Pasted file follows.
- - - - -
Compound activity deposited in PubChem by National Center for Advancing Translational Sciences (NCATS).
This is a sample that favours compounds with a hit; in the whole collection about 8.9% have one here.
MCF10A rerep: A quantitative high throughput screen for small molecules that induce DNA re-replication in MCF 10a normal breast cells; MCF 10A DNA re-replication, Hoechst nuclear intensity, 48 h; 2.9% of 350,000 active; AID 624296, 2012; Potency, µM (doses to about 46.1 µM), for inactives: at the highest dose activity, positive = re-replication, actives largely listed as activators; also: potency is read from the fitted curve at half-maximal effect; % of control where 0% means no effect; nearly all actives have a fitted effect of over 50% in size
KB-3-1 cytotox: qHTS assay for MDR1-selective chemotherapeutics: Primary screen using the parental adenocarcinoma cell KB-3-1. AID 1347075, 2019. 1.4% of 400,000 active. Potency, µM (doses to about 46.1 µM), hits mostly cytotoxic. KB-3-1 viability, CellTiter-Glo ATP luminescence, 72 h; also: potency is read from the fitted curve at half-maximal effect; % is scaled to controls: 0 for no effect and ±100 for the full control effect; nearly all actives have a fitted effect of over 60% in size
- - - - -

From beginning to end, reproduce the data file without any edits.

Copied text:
Compound activity deposited in PubChem by National Center for Advancing Translational Sciences (NCATS).
This is a sample that favours compounds with a hit; in the whole collection about 8.9% have one here.
MCF10A rerep: A quantitative high throughput screen for small molecules that induce DNA re-replication in MCF 10a normal breast cells; MCF 10A DNA re-replication, Hoechst nuclear intensity, 48 h; 2.9% of 350,000 active; AID 624296, 2012; Potency, µM (doses to about 46.1 µM), for inactives: at the highest dose activity, positive = re-replication, actives largely listed as activators; also: potency is read from the fitted curve at half-maximal effect; % of control where 0% means no effect; nearly all actives have a fitted effect of over 50% in size
KB-3-1 cytotox: qHTS assay for MDR1-selective chemotherapeutics: Primary screen using the parental adenocarcinoma cell KB-3-1. AID 1347075, 2019. 1.4% of 400,000 active. Potency, µM (doses to about 46.1 µM), hits mostly cytotoxic. KB-3-1 viability, CellTiter-Glo ATP luminescence, 72 h; also: potency is read from the fitted curve at half-maximal effect; % is scaled to controls: 0 for no effect and ±100 for the full control effect; nearly all actives have a fitted effect of over 60% in size